Navy mulls 'other options' amid B13bn sub hubbub

Navy mulls 'other options' amid B13bn sub hubbub

A fleet of Song-class submarines. (File photo)
A fleet of Song-class submarines. (File photo)

The navy has "some other options" prepared should its 13.5-billion-baht deal to buy a submarine from the China Shipbuilding and Offshore International Company (CSOC) fall through due to the company's failure to procure the German-made MTU 396 engine for the project.

Navy chief of staff Adm Tharoengsak Sirisawat revealed on Friday that further discussions will be held with CSOC towards the end of this month to see if the company can resolve the issue.

"The navy will consider any proposals first, but we also already have in mind some other options," Adm Tharoengsak said.

Previously, Prime Minister Prayut Chan-o-cha, also defence minister, said he had instructed the navy to do its best to get the deal over the line, but if China could not fulfil the agreement, the contract would have to be scrapped.

He was answering reporters' questions following reports that a German company had refused to supply MTU396 diesel engines to China to be fitted into the S26T Yuan-class submarine being built for the navy.

Navy commander Adm Somprasong Nilsamai, meanwhile, said yesterday the navy and the Chinese contractor will work to overcome the problem.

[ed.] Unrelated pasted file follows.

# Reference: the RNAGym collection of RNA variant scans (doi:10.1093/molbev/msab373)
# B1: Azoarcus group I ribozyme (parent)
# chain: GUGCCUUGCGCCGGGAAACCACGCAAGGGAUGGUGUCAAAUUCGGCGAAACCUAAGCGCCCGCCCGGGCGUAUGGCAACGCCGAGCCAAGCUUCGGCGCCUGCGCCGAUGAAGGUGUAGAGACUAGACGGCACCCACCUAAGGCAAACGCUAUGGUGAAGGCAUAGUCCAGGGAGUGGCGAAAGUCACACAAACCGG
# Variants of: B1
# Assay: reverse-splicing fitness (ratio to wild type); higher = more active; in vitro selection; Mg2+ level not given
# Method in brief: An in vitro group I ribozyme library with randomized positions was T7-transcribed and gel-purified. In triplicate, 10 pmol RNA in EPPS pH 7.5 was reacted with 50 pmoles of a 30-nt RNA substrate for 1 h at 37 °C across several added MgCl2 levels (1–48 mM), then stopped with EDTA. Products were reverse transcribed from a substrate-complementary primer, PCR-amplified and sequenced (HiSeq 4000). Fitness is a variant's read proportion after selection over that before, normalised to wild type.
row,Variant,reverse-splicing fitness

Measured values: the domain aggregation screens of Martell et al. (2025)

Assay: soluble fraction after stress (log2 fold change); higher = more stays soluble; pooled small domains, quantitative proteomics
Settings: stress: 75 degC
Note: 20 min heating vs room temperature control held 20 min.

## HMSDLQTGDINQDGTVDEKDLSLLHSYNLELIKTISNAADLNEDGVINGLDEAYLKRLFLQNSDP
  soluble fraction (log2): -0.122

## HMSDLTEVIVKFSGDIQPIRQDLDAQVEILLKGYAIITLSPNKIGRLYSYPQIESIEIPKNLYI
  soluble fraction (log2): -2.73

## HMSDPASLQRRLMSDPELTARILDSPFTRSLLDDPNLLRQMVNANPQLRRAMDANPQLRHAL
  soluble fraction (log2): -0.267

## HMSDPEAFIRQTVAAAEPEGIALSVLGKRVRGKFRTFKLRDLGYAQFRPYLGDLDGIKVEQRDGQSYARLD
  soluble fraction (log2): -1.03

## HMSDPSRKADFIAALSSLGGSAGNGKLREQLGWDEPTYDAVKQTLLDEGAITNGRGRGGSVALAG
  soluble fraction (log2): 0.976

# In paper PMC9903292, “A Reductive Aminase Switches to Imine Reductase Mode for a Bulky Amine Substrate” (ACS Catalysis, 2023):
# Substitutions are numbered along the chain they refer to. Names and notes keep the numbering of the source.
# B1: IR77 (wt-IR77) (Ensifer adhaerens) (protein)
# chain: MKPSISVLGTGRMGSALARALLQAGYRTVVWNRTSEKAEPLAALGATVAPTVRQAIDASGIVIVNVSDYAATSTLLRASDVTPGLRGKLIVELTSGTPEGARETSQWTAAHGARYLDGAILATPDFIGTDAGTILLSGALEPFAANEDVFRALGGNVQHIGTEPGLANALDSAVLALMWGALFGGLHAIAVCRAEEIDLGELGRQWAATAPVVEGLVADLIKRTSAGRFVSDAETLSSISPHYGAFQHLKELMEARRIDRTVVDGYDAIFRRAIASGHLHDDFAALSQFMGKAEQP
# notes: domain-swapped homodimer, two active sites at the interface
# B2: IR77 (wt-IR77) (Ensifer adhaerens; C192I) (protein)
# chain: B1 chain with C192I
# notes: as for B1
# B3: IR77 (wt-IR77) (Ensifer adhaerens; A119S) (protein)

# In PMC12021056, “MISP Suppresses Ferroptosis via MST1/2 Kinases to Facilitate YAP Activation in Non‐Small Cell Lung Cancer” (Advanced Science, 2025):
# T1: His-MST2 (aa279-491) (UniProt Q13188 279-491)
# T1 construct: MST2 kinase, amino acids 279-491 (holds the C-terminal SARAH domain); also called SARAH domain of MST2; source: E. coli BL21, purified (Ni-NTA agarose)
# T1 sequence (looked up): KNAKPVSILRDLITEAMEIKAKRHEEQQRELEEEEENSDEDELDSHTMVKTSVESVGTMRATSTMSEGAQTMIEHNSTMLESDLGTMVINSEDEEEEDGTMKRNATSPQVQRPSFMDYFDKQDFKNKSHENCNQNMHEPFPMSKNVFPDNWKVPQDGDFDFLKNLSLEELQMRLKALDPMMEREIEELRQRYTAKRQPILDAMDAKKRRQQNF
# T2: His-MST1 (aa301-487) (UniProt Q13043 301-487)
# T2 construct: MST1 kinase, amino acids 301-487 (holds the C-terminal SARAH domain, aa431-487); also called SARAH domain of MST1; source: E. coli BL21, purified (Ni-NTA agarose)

However, when asked to clarify as to whether that will mean the navy will agree if CSOC proposes using a submarine engine supplied by a different company, the navy chief declined to comment.

And when asked whether the navy is prepared to pull the plug on the whole deal should the agreed engine fail to materialise, he said no new decisions will be made until after the negotiations.

The navy chief then simply nodded before leaving in a waiting car when asked whether there was likely to be a decision made by the end of this month.

A source said previously that the CSOC had asked to alter the contract in order to substitute the German engines with Chinese equivalents such as the MWM 620, but, so far, the navy had stood by the terms of the original contract and refused to look at alternatives, although its hand may now have been forced.

According to the source, MTU 396 diesel engines can also be made in China by a licensed manufacturer.


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